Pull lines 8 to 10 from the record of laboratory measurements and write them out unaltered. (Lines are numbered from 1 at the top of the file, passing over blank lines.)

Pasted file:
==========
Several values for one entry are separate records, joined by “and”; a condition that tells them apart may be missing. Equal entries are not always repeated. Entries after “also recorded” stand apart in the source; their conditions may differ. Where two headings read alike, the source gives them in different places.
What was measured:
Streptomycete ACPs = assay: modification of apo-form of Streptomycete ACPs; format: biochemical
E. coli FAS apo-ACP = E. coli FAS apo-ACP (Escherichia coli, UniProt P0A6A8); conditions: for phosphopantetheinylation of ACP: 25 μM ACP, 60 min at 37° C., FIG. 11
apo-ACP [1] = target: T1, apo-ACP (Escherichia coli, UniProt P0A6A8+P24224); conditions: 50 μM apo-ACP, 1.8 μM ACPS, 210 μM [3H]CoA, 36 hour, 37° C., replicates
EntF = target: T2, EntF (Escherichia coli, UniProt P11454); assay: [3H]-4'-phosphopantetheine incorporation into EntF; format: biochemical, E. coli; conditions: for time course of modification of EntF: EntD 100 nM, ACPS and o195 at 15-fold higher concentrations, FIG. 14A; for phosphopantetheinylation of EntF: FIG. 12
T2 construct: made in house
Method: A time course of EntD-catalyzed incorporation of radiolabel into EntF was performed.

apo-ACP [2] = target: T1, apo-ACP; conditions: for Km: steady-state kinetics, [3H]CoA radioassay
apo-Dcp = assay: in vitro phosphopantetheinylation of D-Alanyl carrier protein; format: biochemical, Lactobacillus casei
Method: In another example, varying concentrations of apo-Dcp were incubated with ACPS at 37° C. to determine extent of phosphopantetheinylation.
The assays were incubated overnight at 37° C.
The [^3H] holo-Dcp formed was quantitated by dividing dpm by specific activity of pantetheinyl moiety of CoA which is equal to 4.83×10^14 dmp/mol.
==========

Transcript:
Method: A time course of EntD-catalyzed incorporation of radiolabel into EntF was performed.

apo-ACP [2] = target: T1, apo-ACP; conditions: for Km: steady-state kinetics, [3H]CoA radioassay
apo-Dcp = assay: in vitro phosphopantetheinylation of D-Alanyl carrier protein; format: biochemical, Lactobacillus casei